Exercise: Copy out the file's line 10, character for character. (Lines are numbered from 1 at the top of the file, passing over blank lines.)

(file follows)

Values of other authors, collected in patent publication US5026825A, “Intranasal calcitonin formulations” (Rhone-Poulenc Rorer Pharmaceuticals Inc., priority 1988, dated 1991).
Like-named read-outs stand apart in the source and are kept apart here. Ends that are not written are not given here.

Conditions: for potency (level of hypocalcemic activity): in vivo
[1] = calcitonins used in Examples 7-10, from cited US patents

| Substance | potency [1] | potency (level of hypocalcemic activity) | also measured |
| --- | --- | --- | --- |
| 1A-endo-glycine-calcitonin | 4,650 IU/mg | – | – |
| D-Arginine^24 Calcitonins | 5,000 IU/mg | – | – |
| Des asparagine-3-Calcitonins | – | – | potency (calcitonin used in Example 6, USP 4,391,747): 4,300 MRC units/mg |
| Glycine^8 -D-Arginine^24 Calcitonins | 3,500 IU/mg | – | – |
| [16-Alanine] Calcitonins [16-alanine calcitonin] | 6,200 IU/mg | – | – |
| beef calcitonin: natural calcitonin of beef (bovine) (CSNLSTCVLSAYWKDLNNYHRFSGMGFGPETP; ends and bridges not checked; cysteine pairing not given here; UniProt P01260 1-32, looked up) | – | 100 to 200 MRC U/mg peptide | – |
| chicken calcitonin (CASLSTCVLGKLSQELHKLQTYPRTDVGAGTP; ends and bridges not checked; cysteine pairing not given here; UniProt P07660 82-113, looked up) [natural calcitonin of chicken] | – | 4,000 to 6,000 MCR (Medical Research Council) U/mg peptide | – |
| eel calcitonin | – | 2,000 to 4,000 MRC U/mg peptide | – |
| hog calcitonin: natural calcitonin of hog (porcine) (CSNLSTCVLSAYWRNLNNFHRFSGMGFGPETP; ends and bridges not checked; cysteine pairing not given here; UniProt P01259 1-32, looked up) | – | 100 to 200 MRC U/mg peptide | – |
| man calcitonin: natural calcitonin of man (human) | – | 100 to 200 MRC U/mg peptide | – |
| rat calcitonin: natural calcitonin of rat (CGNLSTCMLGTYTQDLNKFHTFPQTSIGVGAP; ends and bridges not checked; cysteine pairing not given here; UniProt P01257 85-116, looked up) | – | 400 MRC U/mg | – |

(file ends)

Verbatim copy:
| Glycine^8 -D-Arginine^24 Calcitonins | 3,500 IU/mg | – | – |